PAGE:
By Quentin Misiag | email@example.com
Fans of the A&E Network’s smash hit “Duck Dynasty” show should recognize a familiar face in a new political advertisement when they switch on their TV’s this month: family patriarch Phil Robertson.
That is, if they find themselves in Iowa.
Republican presidential hopeful Ted Cruz’s newest Iowa TV ad, “Cruz Commander” stars Robertson, 69, a millionaire professional hunter and businessman who has been with the reality TV show since March 2012.
“Ted Cruz is my man. He fits the bill. He’s got me. He loves us. He’s the man for the job and he will go duck hunting,” the gray-bearded Robertson says in the 56-second-long ad.
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The ad spot went live online last week and is now being played across all of Iowa’s TV markets.
Robertson and the rest of the “Duck Dynasty” clan rose to fame in 2012 for their life in the Louisiana bayou.
This image made from video provided by the Cruz campaign via YouTube shows Ted Cruz in a video where he is endorsed by “Duck Dynasty” star Phil Robertson. Cruz has made the defense of Second Amendment rights a cornerstone of his presidential campaign, touting his past legal work fighting against gun control laws. (Cruz campaign/YouTube via AP)
Facing the camera, Robertson fires off his qualifications for the next U.S. president, including “would they kill a duck, put ’em in a pot and make ’em a good duck gumbo.”
“It’s now or never,” Robertson tells Cruz, as they huddle in thick Louisiana grass, camouflaged in green and orange hunting gear, faces smeared with black paint and shotguns armed at the ready.
The ad finishes with a new black and white logo emblazoned with “Cruz Commander 2016,” a play on words to Robertson’s business, Duck Commander, a West Monroe, Louisiana-based duck call and hunting company.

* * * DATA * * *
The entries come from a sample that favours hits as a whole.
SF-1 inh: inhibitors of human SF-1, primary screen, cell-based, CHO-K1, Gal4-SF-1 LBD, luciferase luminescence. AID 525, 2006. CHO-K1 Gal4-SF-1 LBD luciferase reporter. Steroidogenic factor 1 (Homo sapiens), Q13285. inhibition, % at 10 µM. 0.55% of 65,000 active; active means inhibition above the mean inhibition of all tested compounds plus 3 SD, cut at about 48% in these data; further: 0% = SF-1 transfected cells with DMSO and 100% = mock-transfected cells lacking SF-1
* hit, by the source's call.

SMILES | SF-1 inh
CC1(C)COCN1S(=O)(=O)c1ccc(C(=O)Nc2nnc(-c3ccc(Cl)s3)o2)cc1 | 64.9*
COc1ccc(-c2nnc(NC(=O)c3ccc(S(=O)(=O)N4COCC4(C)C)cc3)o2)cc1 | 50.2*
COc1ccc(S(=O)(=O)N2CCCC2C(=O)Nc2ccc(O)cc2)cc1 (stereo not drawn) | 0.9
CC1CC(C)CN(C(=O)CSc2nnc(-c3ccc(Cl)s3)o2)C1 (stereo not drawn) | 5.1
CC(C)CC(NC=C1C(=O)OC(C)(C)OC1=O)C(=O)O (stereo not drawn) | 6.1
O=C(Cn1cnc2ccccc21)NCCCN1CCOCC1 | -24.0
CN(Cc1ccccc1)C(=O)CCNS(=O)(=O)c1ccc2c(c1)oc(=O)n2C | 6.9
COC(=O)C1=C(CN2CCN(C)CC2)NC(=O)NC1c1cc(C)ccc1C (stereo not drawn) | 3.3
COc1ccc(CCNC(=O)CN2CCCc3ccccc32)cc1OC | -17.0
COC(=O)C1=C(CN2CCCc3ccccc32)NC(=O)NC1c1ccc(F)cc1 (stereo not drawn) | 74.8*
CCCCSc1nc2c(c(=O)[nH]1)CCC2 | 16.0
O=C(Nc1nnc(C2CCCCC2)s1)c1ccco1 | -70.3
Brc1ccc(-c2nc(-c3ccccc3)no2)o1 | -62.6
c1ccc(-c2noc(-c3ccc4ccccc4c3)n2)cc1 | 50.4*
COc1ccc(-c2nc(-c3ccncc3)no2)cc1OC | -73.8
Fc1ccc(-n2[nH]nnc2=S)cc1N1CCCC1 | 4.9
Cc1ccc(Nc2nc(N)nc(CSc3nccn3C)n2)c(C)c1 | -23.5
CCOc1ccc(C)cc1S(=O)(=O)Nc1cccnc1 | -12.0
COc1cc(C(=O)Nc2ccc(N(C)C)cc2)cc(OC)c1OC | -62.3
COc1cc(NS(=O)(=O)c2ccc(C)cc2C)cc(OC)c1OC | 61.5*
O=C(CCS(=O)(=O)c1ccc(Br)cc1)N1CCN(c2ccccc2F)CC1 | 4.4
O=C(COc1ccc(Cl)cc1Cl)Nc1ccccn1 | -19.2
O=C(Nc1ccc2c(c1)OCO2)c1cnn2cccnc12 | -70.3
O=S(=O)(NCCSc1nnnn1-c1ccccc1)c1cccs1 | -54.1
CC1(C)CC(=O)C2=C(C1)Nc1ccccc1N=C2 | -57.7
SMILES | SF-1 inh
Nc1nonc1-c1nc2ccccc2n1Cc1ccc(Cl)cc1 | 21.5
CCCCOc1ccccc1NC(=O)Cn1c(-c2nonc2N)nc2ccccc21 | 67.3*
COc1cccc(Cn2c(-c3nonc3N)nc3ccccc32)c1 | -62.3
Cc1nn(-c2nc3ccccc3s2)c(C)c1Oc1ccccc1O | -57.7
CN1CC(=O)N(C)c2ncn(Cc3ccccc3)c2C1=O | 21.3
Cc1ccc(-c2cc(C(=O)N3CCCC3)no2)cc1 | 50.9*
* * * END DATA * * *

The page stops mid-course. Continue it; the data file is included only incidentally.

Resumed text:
Thanks to a slate of key endorsements from top Iowa Republicans and an aggressive on-the-ground retail politics strategy, Cruz has seen his star in Iowa rise over the past two months.
In his three years in the U.S. Senate, Cruz’s voting record has earned an A+ rating from the influential National Rifle Association.
The ad is not the first time Cruz has been seen dressed in camouflage and armed with a shotgun. He has attended U.S. Rep. Steve King’s annual pheasant hunt in Iowa, months before the hardline conservative endorsed Cruz for president and joined his campaign staff as national co-chairman.
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In recent years, that trip has been seen as a must-do for some conservative presidential contenders.
Cruz’s campaign website is chock full of gear targeted at hunters, such as safety-orange hats bearing his name, “Camo Cruzie” drink holders and TV-shirts.
The new ad with Cruz is the first time Robertson has starred in a TV political endorsement, either. In a 2013 special election, Robertson backed Vance McAllister.
McAllister is a former Republican member of the U.S. House of Representatives from Louisiana’s 5th Congressional District.